With AIDS 'care kits' churches help Africans

Baptist Press
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Posted: Feb 21, 2011 5:45 PM
With AIDS 'care kits' churches help Africans
NAIROBI, Kenya (BP)--In sub-Saharan Africa 1.5 million people die each year because of AIDS. More than 22 million people are living with HIV and AIDS. The extreme poverty in the region means most of these families are unable to ease the suffering of their loved ones.

Stan Williams, pastor of First Baptist Church in Cannonsburg, Ky., believes the love of Christ compels believers to personally reach out to people in desperate need.

The congregation is helping relieve the suffering in sub-Saharan Africa by partnering with the In-Home Care Kit program of Baptist Global Response, an international relief and development organization in Nashville, Tenn. The kits are five-gallon plastic buckets filled with medical and hygiene supplies to help the Christian caregivers and to ease the suffering of people affected by terminal illness. Most of the items in the kit -- from lip balm to clean sheets -- would be completely unavailable to the patients.

"We realized what a great need there was for this type of ministry and how practical it was," Williams said. "Just giving money to a ministry seems impersonal, compared to filling a bucket with needed health and hygienic items that will be used by those who are suffering with the HIV/AIDS virus."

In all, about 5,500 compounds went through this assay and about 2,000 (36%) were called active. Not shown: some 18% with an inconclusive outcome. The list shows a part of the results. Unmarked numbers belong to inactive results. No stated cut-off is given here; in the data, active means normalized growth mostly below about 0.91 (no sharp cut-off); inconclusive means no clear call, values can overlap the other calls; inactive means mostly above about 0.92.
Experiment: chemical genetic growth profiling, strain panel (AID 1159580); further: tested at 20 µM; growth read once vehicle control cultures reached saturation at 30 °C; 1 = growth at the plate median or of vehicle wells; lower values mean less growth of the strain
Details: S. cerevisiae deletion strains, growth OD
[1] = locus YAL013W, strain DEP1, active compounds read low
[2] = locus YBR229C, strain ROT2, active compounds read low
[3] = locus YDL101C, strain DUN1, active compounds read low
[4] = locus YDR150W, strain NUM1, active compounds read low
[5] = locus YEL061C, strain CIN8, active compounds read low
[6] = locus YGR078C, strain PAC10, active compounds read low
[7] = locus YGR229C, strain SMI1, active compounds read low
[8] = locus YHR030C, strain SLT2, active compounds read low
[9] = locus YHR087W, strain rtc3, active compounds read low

More than 4,700 kits have been sent the past two years to South Africa, Zambia, Kenya, Uganda, Botswana, Lesotho, Mozambique, Guinea and Niger. This year BGR has received requests for 6,000 buckets from partners in Africa.

Churches all across North America are being challenged to make a difference by helping people suffering from terminal illness experience the love of God for themselves -- and learn that they can have hope even in the face of death, said Mark Hatfield, who with his wife, Susan, directs BGR work in sub-Saharan Africa.

"When we hear statistics about the HIV/AIDS crisis, we often just go numb. The numbers are bigger than we really can comprehend," Hatfield said. "But instead of saying we can't solve a problem that big, we are reminded that each one of those numbers is a real person, someone who is suffering and needs to personally experience the love of Christ.

"We can't solve the whole HIV/AIDS crisis, but we can make a real difference, one person at a time, that has eternal implications," Hatfield said. "When a church packs an In-Home Care Kit, they know how overwhelming a gift it will be for the person who receives it. The pleasure of lying on clean sheets and putting balm on cracked lips -- and knowing it came from caring Christians in the United States -- makes a life-changing difference, for now and often for eternity too."

The Cannonsburg congregation loved the idea of providing a physical and spiritual touch to people dying from AIDS and other illnesses, Williams said.

"We made filling the buckets a church-wide ministry and devoted a Wednesday evening service to filling and praying over the buckets," Williams said. The church, which runs about 175 in worship, filled 50 buckets.

"I feel this is the greatest ministry opportunity to come along in a long time, and would encourage every church to get involved in this ministry," Williams said. "Each family and each Sunday school class could easily fill at least one bucket."

Zoe Allen is an international correspondent for Baptist Global Response. For information on how to get involved in the In-Home Care Kit campaign, visit www.inhomecarekit.org.

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